Photo: Justin Sullivan/Getty Images

The College Board called off plans to issue an adversity score to students who take the SAT and instead introduced a new metric after facing disapproval from parents and teachers.

Why it matters: The score, called the “environmental context dashboard" announced in May, used 15 different factors from a student's social and economic background to create a single score for colleges to factor into their admission decisions. Some critics said the scores added to the debate whether race and socioeconomic status should be considered to determine college acceptance.

The big picture: Colleges have struggled with how to diversify their student bodies. The College Board has said it‘s concerned about income inequality influencing test results for years, per the Wall Street Journal.

What's happening: The College Board will pivot to a new plan, called Landscape, that will collect details about students' social and economic backgrounds, but will not combine the data points into a single score.

  • "The revised resource offers greater consistency in the admissions process, providing admissions professionals with organized information on schools and neighborhoods," the College Board said per a press release.
"We listened to thoughtful criticism and made Landscape better and more transparent. Landscape provides admissions officers more consistent background information so they can fairly consider every student, no matter where they live and learn."
— David Coleman, CEO of College Board in a statement

Go deeper: Wealthy students disproportionately receive extra time on standardized tests

Go deeper

Updated 34 mins ago - Politics & Policy

Coronavirus dashboard

Illustration: Sarah Grillo/Axios

  1. Politics: Ex-FDA chief: Pence campaigning after COVID exposure puts others at risk — Mark Meadows: "We are not going to control the pandemic"
  2. Health: 13 states set single-day coronavirus case records last week — U.S. reports over 80,000 new cases for second consecutive day.
  3. World: Australian city Melbourne to exit one of world's longest lockdowns — In photos: Coronavirus restrictions grow across Europe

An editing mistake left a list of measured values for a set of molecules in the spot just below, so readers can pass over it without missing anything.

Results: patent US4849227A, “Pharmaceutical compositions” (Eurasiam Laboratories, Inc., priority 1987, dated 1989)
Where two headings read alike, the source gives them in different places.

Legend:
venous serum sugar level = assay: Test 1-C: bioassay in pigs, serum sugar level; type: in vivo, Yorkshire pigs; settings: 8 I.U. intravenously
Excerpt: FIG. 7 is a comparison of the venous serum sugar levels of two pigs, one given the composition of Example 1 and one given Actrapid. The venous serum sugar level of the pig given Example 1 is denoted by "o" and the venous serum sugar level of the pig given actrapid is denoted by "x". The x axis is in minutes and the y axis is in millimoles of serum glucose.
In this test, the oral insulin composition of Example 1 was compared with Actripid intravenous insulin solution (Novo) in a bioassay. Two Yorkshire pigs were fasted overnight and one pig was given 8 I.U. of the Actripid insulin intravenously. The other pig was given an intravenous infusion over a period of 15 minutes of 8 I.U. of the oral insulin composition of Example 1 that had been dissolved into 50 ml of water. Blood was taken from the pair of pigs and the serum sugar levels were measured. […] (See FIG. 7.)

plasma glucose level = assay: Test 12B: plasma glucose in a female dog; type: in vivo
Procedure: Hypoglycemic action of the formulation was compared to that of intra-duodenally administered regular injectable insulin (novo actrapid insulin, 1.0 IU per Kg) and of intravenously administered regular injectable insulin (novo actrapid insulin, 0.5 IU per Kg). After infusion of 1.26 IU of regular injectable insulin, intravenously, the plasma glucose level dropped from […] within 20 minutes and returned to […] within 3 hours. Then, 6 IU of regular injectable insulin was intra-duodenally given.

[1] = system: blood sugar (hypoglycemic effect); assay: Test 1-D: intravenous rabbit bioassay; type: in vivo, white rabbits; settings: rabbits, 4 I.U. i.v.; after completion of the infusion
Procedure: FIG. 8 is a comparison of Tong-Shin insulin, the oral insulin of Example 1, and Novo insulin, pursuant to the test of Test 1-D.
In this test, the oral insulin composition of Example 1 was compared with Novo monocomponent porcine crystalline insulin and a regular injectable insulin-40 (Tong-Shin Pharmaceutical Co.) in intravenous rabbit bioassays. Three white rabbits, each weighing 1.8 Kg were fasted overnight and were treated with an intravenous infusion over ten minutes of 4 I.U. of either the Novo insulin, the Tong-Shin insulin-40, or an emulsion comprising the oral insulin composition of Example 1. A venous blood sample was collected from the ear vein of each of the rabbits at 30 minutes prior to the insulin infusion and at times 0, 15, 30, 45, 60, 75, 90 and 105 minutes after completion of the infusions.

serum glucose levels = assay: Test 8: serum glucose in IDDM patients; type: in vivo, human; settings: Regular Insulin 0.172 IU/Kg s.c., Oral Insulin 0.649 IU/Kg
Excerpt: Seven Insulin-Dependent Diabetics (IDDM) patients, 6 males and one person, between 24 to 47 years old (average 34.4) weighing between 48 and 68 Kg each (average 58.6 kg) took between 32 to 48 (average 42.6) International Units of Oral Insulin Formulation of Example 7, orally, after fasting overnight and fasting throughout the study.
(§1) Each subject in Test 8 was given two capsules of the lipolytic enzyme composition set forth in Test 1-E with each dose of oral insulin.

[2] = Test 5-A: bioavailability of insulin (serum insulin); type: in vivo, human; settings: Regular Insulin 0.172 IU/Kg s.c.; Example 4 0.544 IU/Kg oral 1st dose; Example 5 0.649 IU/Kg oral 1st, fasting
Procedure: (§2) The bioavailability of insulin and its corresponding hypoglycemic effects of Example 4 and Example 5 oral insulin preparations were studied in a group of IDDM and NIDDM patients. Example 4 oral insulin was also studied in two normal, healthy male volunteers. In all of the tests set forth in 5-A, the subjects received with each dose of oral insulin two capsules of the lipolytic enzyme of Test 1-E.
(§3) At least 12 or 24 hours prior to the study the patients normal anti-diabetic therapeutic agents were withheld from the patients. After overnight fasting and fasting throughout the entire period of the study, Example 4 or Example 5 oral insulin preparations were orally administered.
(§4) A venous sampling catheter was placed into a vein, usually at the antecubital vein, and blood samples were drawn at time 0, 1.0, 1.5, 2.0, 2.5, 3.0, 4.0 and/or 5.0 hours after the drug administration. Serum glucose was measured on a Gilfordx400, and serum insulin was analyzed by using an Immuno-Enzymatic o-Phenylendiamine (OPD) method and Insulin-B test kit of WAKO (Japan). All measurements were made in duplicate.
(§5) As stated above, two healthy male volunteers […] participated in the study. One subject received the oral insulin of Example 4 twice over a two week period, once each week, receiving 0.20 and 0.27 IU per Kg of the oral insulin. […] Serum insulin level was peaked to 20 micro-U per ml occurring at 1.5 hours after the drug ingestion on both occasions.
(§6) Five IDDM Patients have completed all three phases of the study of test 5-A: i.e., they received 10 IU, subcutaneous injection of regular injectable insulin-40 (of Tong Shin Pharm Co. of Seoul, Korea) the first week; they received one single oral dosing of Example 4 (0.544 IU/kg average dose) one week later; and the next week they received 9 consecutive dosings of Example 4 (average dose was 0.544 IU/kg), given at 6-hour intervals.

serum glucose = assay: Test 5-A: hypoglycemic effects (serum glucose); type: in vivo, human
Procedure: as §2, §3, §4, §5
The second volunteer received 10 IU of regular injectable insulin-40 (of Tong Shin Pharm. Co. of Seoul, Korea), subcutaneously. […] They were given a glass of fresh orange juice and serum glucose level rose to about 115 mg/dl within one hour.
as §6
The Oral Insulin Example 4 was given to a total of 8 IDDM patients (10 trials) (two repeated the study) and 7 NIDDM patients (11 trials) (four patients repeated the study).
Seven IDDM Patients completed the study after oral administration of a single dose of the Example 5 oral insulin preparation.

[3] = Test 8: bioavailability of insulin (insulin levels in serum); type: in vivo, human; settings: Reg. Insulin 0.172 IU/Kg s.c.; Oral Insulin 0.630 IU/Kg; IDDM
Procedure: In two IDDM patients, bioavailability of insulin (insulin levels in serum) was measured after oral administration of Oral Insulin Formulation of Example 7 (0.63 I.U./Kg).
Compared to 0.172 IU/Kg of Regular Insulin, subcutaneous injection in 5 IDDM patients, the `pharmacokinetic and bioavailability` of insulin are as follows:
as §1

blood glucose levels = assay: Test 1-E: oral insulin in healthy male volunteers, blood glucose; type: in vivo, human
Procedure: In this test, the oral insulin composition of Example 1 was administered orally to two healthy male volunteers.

4. Media: Fox News president and several hosts advised to quarantine after possible COVID-19 exposure
  5. Nonprofit: Rockefeller Foundation commits $1 billion for COVID-19 recovery
Updated 39 mins ago - World

In photos: Coronavirus restrictions grow across Europe

A skeleton is placed at a restaurant table in Rome to protest Italy's restrictions that'll see gyms, movie theaters and pools close and bars and restaurants required to shut by 6 p.m. until at least Nov. 24. Photo: Antonio Masiello/Getty Images

Restrictions are returning across much of Europe as the continent faces a second coronavirus wave.

The big picture: Spain and France each surpassed 1 million cases last week, and both countries have implemented further restrictions on citizens. Italian officials announced strict new measures, effective Monday, to combat another cases spike. From Denmark to Romania, take a look at what steps countries have been taking, in photos.

Updated 2 hours ago - Science

Tropical Storm Zeta may strengthen into hurricane before reaching U.S.

The U.S. Gulf Coast and Mexico are bracing for another possible hurricane after Tropical Storm Zeta formed in the Caribbean Sea Sunday.

Of note: Zeta is the 27th named storm of the 2020 Atlantic Hurricane season — equaling a record set in 2005.

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